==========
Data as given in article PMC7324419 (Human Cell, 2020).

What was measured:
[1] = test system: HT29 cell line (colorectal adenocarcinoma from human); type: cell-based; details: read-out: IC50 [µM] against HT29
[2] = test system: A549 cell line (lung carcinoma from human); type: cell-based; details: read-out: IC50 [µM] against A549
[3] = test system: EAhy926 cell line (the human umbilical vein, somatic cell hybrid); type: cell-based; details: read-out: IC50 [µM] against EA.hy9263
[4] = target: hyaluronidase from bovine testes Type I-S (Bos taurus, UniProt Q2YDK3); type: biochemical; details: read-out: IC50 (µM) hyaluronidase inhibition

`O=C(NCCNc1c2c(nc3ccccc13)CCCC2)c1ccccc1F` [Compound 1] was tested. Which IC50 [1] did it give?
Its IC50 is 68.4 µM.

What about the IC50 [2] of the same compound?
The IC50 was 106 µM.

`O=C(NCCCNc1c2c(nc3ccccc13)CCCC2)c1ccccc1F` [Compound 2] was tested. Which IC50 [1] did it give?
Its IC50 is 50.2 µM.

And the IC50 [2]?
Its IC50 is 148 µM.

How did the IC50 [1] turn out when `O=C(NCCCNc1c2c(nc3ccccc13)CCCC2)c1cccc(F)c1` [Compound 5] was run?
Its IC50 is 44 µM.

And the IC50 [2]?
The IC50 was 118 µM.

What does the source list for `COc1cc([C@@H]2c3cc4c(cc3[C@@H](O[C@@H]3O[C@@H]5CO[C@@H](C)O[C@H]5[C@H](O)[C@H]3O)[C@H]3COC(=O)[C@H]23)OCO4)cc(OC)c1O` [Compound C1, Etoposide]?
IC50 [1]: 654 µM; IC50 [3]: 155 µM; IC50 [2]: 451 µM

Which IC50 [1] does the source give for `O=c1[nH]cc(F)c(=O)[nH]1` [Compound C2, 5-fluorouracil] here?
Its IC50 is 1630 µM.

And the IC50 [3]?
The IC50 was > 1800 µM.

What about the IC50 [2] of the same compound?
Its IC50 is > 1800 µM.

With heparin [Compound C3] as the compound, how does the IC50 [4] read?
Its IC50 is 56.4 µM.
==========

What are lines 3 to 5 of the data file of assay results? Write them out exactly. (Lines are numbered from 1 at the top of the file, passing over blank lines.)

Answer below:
[1] = test system: HT29 cell line (colorectal adenocarcinoma from human); type: cell-based; details: read-out: IC50 [µM] against HT29
[2] = test system: A549 cell line (lung carcinoma from human); type: cell-based; details: read-out: IC50 [µM] against A549
[3] = test system: EAhy926 cell line (the human umbilical vein, somatic cell hybrid); type: cell-based; details: read-out: IC50 [µM] against EA.hy9263